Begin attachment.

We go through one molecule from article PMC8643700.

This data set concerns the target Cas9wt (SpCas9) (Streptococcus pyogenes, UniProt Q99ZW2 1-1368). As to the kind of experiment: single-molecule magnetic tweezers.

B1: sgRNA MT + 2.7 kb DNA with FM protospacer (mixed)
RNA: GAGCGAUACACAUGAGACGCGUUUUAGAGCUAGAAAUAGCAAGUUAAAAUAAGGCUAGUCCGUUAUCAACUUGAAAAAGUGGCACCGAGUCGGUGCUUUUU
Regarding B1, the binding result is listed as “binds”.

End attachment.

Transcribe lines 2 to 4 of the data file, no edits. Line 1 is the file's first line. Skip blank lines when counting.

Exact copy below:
This data set concerns the target Cas9wt (SpCas9) (Streptococcus pyogenes, UniProt Q99ZW2 1-1368). As to the kind of experiment: single-molecule magnetic tweezers.

B1: sgRNA MT + 2.7 kb DNA with FM protospacer (mixed)
RNA: GAGCGAUACACAUGAGACGCGUUUUAGAGCUAGAAAUAGCAAGUUAAAAUAAGGCUAGUCCGUUAUCAACUUGAAAAAGUGGCACCGAGUCGGUGCUUUUU